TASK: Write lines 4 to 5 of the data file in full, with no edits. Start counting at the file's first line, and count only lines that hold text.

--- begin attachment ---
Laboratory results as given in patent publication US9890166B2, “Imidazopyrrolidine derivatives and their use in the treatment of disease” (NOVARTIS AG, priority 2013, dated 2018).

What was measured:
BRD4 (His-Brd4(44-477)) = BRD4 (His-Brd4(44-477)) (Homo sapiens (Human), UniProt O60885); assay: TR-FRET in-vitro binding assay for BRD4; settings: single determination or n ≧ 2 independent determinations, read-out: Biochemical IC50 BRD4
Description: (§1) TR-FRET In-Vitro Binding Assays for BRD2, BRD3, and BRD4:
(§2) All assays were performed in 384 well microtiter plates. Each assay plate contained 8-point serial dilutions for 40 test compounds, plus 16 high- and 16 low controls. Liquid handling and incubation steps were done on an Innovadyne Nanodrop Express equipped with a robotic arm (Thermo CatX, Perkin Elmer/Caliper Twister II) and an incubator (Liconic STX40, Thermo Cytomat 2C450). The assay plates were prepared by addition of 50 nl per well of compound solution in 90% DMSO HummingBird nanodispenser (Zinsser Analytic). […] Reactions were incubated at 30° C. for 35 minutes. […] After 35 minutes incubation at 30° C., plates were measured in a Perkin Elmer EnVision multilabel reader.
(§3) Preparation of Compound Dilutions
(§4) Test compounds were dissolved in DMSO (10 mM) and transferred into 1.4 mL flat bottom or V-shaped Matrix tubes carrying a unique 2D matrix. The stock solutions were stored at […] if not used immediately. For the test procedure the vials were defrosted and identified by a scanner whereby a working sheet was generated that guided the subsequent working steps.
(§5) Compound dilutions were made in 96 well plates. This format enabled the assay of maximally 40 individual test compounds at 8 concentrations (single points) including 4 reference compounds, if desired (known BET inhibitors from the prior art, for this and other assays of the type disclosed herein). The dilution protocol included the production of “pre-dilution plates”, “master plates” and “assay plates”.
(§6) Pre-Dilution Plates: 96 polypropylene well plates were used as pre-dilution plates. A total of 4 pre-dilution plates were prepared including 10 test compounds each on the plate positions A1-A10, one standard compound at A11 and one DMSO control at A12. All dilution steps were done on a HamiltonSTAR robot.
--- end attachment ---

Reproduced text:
Description: (§1) TR-FRET In-Vitro Binding Assays for BRD2, BRD3, and BRD4:
(§2) All assays were performed in 384 well microtiter plates. Each assay plate contained 8-point serial dilutions for 40 test compounds, plus 16 high- and 16 low controls. Liquid handling and incubation steps were done on an Innovadyne Nanodrop Express equipped with a robotic arm (Thermo CatX, Perkin Elmer/Caliper Twister II) and an incubator (Liconic STX40, Thermo Cytomat 2C450). The assay plates were prepared by addition of 50 nl per well of compound solution in 90% DMSO HummingBird nanodispenser (Zinsser Analytic). […] Reactions were incubated at 30° C. for 35 minutes. […] After 35 minutes incubation at 30° C., plates were measured in a Perkin Elmer EnVision multilabel reader.